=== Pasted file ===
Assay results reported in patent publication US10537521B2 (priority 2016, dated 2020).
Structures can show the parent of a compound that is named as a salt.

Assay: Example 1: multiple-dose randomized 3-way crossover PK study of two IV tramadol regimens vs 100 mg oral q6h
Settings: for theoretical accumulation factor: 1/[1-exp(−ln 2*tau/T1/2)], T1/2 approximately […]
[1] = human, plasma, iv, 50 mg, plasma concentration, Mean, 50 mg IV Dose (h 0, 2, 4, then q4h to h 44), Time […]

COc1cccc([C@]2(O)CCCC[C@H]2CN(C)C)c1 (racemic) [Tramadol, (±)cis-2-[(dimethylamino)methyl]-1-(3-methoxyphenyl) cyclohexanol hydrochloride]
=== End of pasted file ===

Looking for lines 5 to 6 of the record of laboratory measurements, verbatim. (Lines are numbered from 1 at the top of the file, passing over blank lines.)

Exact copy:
[1] = human, plasma, iv, 50 mg, plasma concentration, Mean, 50 mg IV Dose (h 0, 2, 4, then q4h to h 44), Time […]

COc1cccc([C@]2(O)CCCC[C@H]2CN(C)C)c1 (racemic) [Tramadol, (±)cis-2-[(dimethylamino)methyl]-1-(3-methoxyphenyl) cyclohexanol hydrochloride]